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NEW PB / Polling Matters podcast: What now for Scotland?

October 10th, 2018

On this week’s PB / Polling Matters podcast, Keiran Pedley is joined by pollster Mark Diffley to deep dive on the latest round of polls in Scotland.

Topics discussed include:

1) How support for Scottish independence has changed over time and the impact that Brexit could have

2) When the next Scottish Independence vote will happen

3) What’s going on in voting intention polls for Holyrood and Westminster and what this means for the main players north of the border (SNP, Tories, Labour)

You can listen to the episode by clicking the link below:

Follow this week’s guests






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Victorious sponge. When competing freedoms clashed in a bakery

October 10th, 2018

George Bernard Shaw is one of those writers, like Spenser, Milton and Dr Johnson, who is now much less read than known.  Nowadays all that most people know of him is My Fair Lady (ironically, he refused permission in his lifetime to allow Pygmalion to be adapted into a musical) and the odd quotation.  One of those quotations came to mind this morning: “The reasonable man adapts himself to the world: the unreasonable one persists in trying to adapt the world to himself. Therefore all progress depends on the unreasonable man.” 

Most people, if someone asked them to make something with a message that they disapproved of on moral grounds, would inwardly sigh and do it if it was within the bounds of normal public debate.  Most people, if they asked for something to be made with a message and met with a refusal on the ground that they were opposed to that message, would inwardly sigh and simply go elsewhere.

This morning we had the Supreme Court decision in Lee v Asher’s Baking Company, a case that came about only because of one unreasonable company and one unreasonable man.  Mr Lee wanted a cake iced with a picture of Bert and Ernie from Sesame Street and the message “Support Gay Marriage”.  The Baptist owners of the bakery after anxious consideration decided that they could not produce such an immoral consumable good.  Battle lines were drawn and a legal showdown has ensued.

There is to be no doubting the sincerity on either side.  Mr Lee was a stalwart of an organisation called QueerSpace.  Asher’s is named after a Biblical reference (“Bread from Asher shall be rich, and he shall provide royal dainties” – Genesis 49:20).  We see a very 21st century Northern Irish collision of values.

Neither side was prepared to back down, so in what must be a legal first on this side of the Atlantic, the Supreme Court has been asked to set legal boundaries for freedom of conscience in relation to marzipan, fondant and cochineal.  Like Asher’s cakes, the Supreme Court have risen to the challenge, opining on the use of ganache with panache.

The jokes write themselves but there is an important point (which is why the Supreme Court took the case – it only takes cases of national significance).  Both religious freedom and sexuality are protected characteristics.  What happens when they collide?

In the end, the Supreme Court sidestepped the problem.  It found (questionably, given the findings of the court of first instance, which had found that the bakery had assumed that Mr Lee was gay) that the bakery had not treated him differently because he was gay.  So the question was whether this was discrimination by association.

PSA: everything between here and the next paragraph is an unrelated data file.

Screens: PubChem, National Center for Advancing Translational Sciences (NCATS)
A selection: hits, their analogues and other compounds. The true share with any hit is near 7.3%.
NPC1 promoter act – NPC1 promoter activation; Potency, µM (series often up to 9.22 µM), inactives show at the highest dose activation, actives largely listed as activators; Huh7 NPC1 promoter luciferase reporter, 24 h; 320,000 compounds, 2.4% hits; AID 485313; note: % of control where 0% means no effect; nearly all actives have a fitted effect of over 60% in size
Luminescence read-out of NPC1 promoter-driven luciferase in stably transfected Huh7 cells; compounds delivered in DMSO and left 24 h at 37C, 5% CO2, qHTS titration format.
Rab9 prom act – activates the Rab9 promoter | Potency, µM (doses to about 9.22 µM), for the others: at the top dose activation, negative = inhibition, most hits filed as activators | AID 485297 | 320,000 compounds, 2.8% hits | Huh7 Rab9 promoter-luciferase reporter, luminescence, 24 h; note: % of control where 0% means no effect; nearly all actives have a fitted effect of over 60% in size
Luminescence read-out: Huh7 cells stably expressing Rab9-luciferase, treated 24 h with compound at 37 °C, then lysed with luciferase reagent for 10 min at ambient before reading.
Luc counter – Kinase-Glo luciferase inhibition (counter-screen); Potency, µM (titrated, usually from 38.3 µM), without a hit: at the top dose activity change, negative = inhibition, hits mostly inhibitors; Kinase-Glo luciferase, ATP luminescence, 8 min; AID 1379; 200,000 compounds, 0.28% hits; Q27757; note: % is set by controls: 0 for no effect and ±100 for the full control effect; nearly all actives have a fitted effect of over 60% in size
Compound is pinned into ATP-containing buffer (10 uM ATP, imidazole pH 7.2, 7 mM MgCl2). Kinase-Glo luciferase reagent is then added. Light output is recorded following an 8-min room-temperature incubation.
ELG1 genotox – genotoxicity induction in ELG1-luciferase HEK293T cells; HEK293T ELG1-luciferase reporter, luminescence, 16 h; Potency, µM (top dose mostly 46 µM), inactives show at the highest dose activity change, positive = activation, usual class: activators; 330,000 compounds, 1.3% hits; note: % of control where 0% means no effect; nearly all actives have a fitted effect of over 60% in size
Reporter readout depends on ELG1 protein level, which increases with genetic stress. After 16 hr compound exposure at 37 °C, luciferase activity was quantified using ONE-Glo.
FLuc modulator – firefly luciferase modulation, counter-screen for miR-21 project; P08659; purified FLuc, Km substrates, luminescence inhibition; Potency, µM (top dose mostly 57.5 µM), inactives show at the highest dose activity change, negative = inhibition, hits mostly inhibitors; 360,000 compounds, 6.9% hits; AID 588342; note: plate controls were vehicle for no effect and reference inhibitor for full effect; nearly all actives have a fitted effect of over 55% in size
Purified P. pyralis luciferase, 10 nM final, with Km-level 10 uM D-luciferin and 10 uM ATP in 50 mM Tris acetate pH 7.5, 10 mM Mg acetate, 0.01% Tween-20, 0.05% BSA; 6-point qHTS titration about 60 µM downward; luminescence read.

It firmly concluded that it was not.  Its rationale is most clearly expressed in the postscript, where the Supreme Court discussed its US namesake’s finding in a case where a bakery had refused to supply a wedding cake for a gay couple:

“The important message from the Masterpiece Bakery case is that there is a clear distinction between refusing to produce a cake conveying a particular message, for any customer who wants such a cake, and refusing to produce a cake for the particular customer who wants it because of that customer’s characteristics. One can debate which side of the line particular factual scenarios fall. But in our case there can be no doubt. The bakery would have refused to supply this particular cake to anyone, whatever their personal characteristics. So there was no discrimination on grounds of sexual orientation.”

So the matter is now acte éclair.  Freedom of speech does not entitle one to demand a platform, even if that platform is made of cream and sugar rather than printing ink.  And that, for the devout Baptists of Northern Ireland, must be the icing on the cake.

Alastair Meeks




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First post-Kavanaugh polling suggest the Democrats are moving up with less than 4 weeks to go

October 10th, 2018

The female-male gap widens

With so many different elections in 50 different states taking place on November 6th it can be hard to discern specific trends. One polling series is the Generic Congressional Vote and the latest numbers we have are in the CNN report overnight and posted above.

The big number is that the survey shows the Democrats with a 13% margin over the Republicans which, even taking into account local variations should be enough for the them to win back control of the House of Representatives.

The Senate, though, could be a different matter and individual key state polling suggests that Trump’s might hold on.

In the betting punters on Betfair make it a 63% chance that the Democrats will win the House which is now some way below the US-based prediction markets. Betfair has it as a 69% chance that the GOP will retain control of the Senate.

The thing to remember is that all seats in the House are up on November 6th but only 35 of the 100 Senate seats. Those at stake this year have been held since 2012 when Obama won his second term and are mostly held by the Democrats.

A big issue is that turnout rates are generally much lower at the midterms than in Presidential races which puts a premium on turnout.

There’s little doubt that last week’s Senate hearing and vote approving the Kavanaugh Supreme Court nomination has fired up voters. The question is whether the Blues (Dems) or the Reds (GOP) will benefit more.